Wednesday, 25 June 2014

Wind of Charge

Our yacht's navigation lights, instruments and other appliances draw power from the battery bank comprising two 110Ah batteries. This means we could (in theory) run, say, a light with a power of 12W - corresponding to a current of 1A - for 220h, or 9 days. On longer passages, this obviously means that we must have ways to charge the batteries - and/or keep our electricity consumption to a minimum. On the latter front, we have replaced internal lights, as well as the tricolour - a masthead navigation light used while sailing - with efficient LEDs. For charging, Auriga came equipped with the engine alternator and a dated wind generator (Rutland 913) - a favoured option for offshore sailing providing almost unlimited clean energy. Unfortunately, the old wind generator suffered irreparable damage following two ocean crossings and 12 years in the scorching Spanish heat - the bearing which allowed it to turn following the wind direction seized. A replacement was needed.
Our new wind generator 
Reviewing all the available options would take quite some time. One feature, however, they all have in common - high cost (like most yacht toys, really). Long story short, we decided to "test" an unbranded turbine supplied by Renytek, which, while conspicuously resembling the Air X/Airbreeze turbines (a closer inspection suggests most parts would be interchangeable), costs about 6 (six!) times less. Like its legitimate siblings, it clamps around a 48mm pole. This posed a slight problem, as the old Rutland mounts inside a smaller pole with an outer diameter of 45mm. Even after removing the seized and corroded remains from the inside, a sleeve was needed to make up for the difference in diameter. A quick run to the local stainless workshop provided us with a suitable section of pipe - the inner diameter was just over 44.5mm, while the outer was closer to 50mm - not a problem for the generator that mounts with a rubber spacer, as a quick test confirmed.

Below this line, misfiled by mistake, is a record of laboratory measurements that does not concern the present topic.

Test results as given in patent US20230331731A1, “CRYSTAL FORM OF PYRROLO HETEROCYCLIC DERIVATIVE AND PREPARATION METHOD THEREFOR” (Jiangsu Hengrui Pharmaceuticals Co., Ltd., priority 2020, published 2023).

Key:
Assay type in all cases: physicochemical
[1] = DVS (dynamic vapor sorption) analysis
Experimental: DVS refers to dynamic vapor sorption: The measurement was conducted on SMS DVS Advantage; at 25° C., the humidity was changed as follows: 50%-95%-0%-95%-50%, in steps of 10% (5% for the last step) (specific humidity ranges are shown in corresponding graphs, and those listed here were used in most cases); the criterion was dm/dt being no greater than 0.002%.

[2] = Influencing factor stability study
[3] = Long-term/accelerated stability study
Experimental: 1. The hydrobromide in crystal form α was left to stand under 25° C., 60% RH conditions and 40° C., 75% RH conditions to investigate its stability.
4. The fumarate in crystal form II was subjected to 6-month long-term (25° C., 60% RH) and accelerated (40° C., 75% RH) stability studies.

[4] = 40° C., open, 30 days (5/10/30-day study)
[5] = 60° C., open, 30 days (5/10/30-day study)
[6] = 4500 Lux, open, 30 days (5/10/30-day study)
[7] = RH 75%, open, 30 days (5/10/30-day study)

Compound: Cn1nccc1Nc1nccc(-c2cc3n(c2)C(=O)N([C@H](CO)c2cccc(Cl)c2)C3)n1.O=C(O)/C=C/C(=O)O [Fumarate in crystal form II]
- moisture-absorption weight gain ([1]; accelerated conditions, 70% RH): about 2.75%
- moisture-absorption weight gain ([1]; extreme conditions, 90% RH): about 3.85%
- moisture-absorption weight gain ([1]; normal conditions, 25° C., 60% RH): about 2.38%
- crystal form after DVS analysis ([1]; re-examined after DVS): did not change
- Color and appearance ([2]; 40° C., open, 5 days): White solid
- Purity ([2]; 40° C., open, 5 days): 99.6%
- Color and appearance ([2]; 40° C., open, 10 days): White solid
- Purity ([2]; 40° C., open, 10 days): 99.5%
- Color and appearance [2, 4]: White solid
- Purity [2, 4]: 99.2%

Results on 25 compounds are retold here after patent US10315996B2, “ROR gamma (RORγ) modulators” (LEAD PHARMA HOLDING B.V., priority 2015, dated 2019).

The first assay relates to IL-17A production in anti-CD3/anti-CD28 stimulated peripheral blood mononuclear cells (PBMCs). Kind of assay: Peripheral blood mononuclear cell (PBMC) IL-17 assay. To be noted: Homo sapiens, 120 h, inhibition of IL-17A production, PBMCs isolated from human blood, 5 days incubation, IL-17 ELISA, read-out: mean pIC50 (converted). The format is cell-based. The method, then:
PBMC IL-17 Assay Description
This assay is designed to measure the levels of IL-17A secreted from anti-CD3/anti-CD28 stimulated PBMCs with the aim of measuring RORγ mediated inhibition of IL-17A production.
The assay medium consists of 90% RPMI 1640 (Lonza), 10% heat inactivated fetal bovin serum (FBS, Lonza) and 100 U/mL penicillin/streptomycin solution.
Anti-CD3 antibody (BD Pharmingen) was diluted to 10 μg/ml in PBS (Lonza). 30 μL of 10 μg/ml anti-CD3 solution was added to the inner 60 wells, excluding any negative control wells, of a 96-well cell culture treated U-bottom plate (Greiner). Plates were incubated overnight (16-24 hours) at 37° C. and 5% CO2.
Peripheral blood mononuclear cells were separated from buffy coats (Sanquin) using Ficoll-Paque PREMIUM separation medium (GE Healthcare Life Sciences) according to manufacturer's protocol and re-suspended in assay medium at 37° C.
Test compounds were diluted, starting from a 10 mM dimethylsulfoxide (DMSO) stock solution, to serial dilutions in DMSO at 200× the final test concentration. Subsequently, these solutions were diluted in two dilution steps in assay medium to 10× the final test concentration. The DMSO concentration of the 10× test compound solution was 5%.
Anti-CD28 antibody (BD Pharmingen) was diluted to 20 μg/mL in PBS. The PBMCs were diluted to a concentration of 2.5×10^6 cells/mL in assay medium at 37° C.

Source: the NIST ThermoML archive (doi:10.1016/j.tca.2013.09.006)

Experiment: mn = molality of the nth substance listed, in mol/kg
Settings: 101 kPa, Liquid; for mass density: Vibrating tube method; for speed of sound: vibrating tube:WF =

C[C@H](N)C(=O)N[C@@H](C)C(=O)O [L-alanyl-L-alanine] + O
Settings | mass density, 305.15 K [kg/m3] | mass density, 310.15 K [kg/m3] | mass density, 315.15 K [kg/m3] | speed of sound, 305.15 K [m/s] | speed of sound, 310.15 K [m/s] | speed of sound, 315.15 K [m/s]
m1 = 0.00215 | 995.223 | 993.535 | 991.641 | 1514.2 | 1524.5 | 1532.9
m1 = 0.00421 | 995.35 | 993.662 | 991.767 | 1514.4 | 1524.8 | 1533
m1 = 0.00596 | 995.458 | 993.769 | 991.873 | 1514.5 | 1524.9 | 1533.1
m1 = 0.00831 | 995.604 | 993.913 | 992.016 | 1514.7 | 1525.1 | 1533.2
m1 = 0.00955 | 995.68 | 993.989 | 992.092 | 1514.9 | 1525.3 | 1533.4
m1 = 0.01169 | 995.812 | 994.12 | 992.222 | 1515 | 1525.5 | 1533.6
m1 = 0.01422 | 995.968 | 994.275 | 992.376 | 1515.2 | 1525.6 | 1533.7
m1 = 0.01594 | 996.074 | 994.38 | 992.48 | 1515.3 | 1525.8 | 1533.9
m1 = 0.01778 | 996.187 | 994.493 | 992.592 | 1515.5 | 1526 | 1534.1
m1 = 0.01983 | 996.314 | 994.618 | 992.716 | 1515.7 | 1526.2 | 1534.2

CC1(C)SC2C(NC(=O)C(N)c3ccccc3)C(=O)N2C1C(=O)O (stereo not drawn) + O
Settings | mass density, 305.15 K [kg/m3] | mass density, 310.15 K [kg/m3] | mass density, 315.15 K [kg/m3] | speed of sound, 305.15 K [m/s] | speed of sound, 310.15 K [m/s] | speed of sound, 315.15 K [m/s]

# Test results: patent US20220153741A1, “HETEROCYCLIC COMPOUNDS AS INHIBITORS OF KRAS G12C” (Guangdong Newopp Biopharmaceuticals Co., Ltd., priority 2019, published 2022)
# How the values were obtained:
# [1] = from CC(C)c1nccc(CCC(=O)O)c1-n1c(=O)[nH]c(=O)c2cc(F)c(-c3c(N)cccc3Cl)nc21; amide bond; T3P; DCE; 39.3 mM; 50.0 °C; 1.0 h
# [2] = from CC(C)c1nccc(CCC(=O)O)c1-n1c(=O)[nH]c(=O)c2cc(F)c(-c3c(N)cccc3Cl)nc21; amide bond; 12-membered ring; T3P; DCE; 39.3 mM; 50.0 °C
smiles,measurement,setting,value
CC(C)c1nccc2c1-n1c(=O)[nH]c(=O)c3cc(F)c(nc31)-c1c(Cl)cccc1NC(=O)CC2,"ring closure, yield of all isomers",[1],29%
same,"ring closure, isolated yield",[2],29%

A sleeve making all the difference
 The tube was cut lengthwise along the weld seam (thanks to Martin for the tip) and slipped over the top of our generator mast easily (I used a Dremel with a high speed cutting disk and the boat's vice - both extremely useful). The cut is necessary to allow the tube to compress - this way the clamping action is transferred from the generator base all the way to the innermost mast tube.
Sleeve - side view
Sleeve - top view
Pre-assambly checks - generator casting and rubber spacer
Next, I prepared a three-strand cable with a suitable current rating (the generator can output 300W - or 25A at 12V) and ran it partly inside, partly outside the pole, and down through the deck.

Final assembly followed, involving a synchronized pole-dancing performance by Igor and Matt, a dropped nut, a run to the chandlery, a G-clamp and finally a lot of torquing. Below decks, the output of the generator is converted into usable battery charging current by a regulator. While the supplied unit lacks the bells and whistles, it looks well-built, with a massive heatsink presumable dissipating excess heat from the dump resistors. Looks very much like something we would build in the lab - easy connections via screw terminals, sticky labels, and some symbols illegible by anyone but the builders.
Insides of the regulator
Regulator mounted on the mains/charger board
The regulator fitted nicely on the dedicated electrics board on the front of the battery box. It is connected in parrallel to the mains charger - may the strongest win. A single charging cable runs to the master switch (now residing above the chart table) - this way we can charge the batteries together or individually.

Unfortunately, the winds in the marina were too light to test the turbine. I even went through the effort of removing the rotor to check for any unwanted friction - it turned out that the the felt resistance comes from the magnetisation of the stator core. I couldn't help noticing that many smaller generators spin happily in those light winds, unlike the higher-rated models similar to ours. It remains to be seen if this will prove to be an issue - we will report on the charging performance as soon as we have had an opportunity to test it properly.

4 comments:

  1. I'm searching for a wind turbine for my Ballad. Very exited to hear anything you have to say in regards to the performance of the one you mounted. Great blog - keep posting :-)

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    Replies
    1. Thank you Mads! The winter refit you have done on your Ballad is very impressive!

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